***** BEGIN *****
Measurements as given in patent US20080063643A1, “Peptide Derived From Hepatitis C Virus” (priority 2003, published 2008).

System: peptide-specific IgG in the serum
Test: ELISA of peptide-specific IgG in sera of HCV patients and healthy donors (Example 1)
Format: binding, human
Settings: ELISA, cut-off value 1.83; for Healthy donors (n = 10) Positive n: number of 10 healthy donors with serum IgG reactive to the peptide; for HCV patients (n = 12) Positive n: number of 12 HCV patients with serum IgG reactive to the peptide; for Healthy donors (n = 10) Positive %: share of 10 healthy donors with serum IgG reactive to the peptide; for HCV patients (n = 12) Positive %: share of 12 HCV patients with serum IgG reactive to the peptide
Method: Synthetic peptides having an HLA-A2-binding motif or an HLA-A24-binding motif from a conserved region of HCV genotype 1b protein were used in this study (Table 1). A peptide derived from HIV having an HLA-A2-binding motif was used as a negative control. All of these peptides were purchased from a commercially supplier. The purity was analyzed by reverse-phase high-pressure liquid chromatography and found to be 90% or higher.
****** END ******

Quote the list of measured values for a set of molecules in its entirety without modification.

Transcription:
Measurements as given in patent US20080063643A1, “Peptide Derived From Hepatitis C Virus” (priority 2003, published 2008).

System: peptide-specific IgG in the serum
Test: ELISA of peptide-specific IgG in sera of HCV patients and healthy donors (Example 1)
Format: binding, human
Settings: ELISA, cut-off value 1.83; for Healthy donors (n = 10) Positive n: number of 10 healthy donors with serum IgG reactive to the peptide; for HCV patients (n = 12) Positive n: number of 12 HCV patients with serum IgG reactive to the peptide; for Healthy donors (n = 10) Positive %: share of 10 healthy donors with serum IgG reactive to the peptide; for HCV patients (n = 12) Positive %: share of 12 HCV patients with serum IgG reactive to the peptide
Method: Synthetic peptides having an HLA-A2-binding motif or an HLA-A24-binding motif from a conserved region of HCV genotype 1b protein were used in this study (Table 1). A peptide derived from HIV having an HLA-A2-binding motif was used as a negative control. All of these peptides were purchased from a commercially supplier. The purity was analyzed by reverse-phase high-pressure liquid chromatography and found to be 90% or higher.